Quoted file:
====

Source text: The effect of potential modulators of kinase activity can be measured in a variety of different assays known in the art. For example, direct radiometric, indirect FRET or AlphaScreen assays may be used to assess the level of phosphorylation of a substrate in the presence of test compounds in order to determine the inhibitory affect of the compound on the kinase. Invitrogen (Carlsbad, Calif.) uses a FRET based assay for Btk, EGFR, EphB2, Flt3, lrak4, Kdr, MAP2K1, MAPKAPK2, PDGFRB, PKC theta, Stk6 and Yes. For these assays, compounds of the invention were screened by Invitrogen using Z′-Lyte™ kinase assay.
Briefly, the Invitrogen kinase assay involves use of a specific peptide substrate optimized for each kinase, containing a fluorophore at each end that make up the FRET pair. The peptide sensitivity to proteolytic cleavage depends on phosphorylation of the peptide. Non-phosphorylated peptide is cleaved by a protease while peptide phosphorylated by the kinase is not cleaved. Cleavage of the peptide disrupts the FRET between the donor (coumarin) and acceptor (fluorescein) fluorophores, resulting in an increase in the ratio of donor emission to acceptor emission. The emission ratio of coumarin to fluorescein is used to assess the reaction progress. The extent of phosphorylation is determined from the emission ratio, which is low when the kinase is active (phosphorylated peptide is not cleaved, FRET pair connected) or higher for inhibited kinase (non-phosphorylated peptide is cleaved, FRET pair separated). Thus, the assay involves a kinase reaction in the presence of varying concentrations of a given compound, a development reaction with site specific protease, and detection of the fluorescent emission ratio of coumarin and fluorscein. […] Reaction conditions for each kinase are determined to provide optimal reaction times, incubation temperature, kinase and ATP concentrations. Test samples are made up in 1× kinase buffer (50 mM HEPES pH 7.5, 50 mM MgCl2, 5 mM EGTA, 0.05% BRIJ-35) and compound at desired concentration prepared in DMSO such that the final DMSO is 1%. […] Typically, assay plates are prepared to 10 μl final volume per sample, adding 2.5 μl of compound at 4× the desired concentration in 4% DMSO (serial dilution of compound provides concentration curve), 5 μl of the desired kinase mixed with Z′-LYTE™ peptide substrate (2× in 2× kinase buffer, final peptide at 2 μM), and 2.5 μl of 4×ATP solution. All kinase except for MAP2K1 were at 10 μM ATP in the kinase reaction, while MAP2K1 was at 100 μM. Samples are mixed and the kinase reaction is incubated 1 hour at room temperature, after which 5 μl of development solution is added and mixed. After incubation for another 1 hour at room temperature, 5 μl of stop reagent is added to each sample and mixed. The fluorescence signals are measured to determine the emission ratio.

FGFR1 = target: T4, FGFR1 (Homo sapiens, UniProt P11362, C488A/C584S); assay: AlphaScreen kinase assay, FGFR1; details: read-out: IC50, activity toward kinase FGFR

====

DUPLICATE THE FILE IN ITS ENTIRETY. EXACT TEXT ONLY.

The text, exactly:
Source text: The effect of potential modulators of kinase activity can be measured in a variety of different assays known in the art. For example, direct radiometric, indirect FRET or AlphaScreen assays may be used to assess the level of phosphorylation of a substrate in the presence of test compounds in order to determine the inhibitory affect of the compound on the kinase. Invitrogen (Carlsbad, Calif.) uses a FRET based assay for Btk, EGFR, EphB2, Flt3, lrak4, Kdr, MAP2K1, MAPKAPK2, PDGFRB, PKC theta, Stk6 and Yes. For these assays, compounds of the invention were screened by Invitrogen using Z′-Lyte™ kinase assay.
Briefly, the Invitrogen kinase assay involves use of a specific peptide substrate optimized for each kinase, containing a fluorophore at each end that make up the FRET pair. The peptide sensitivity to proteolytic cleavage depends on phosphorylation of the peptide. Non-phosphorylated peptide is cleaved by a protease while peptide phosphorylated by the kinase is not cleaved. Cleavage of the peptide disrupts the FRET between the donor (coumarin) and acceptor (fluorescein) fluorophores, resulting in an increase in the ratio of donor emission to acceptor emission. The emission ratio of coumarin to fluorescein is used to assess the reaction progress. The extent of phosphorylation is determined from the emission ratio, which is low when the kinase is active (phosphorylated peptide is not cleaved, FRET pair connected) or higher for inhibited kinase (non-phosphorylated peptide is cleaved, FRET pair separated). Thus, the assay involves a kinase reaction in the presence of varying concentrations of a given compound, a development reaction with site specific protease, and detection of the fluorescent emission ratio of coumarin and fluorscein. […] Reaction conditions for each kinase are determined to provide optimal reaction times, incubation temperature, kinase and ATP concentrations. Test samples are made up in 1× kinase buffer (50 mM HEPES pH 7.5, 50 mM MgCl2, 5 mM EGTA, 0.05% BRIJ-35) and compound at desired concentration prepared in DMSO such that the final DMSO is 1%. […] Typically, assay plates are prepared to 10 μl final volume per sample, adding 2.5 μl of compound at 4× the desired concentration in 4% DMSO (serial dilution of compound provides concentration curve), 5 μl of the desired kinase mixed with Z′-LYTE™ peptide substrate (2× in 2× kinase buffer, final peptide at 2 μM), and 2.5 μl of 4×ATP solution. All kinase except for MAP2K1 were at 10 μM ATP in the kinase reaction, while MAP2K1 was at 100 μM. Samples are mixed and the kinase reaction is incubated 1 hour at room temperature, after which 5 μl of development solution is added and mixed. After incubation for another 1 hour at room temperature, 5 μl of stop reagent is added to each sample and mixed. The fluorescence signals are measured to determine the emission ratio.

FGFR1 = target: T4, FGFR1 (Homo sapiens, UniProt P11362, C488A/C584S); assay: AlphaScreen kinase assay, FGFR1; details: read-out: IC50, activity toward kinase FGFR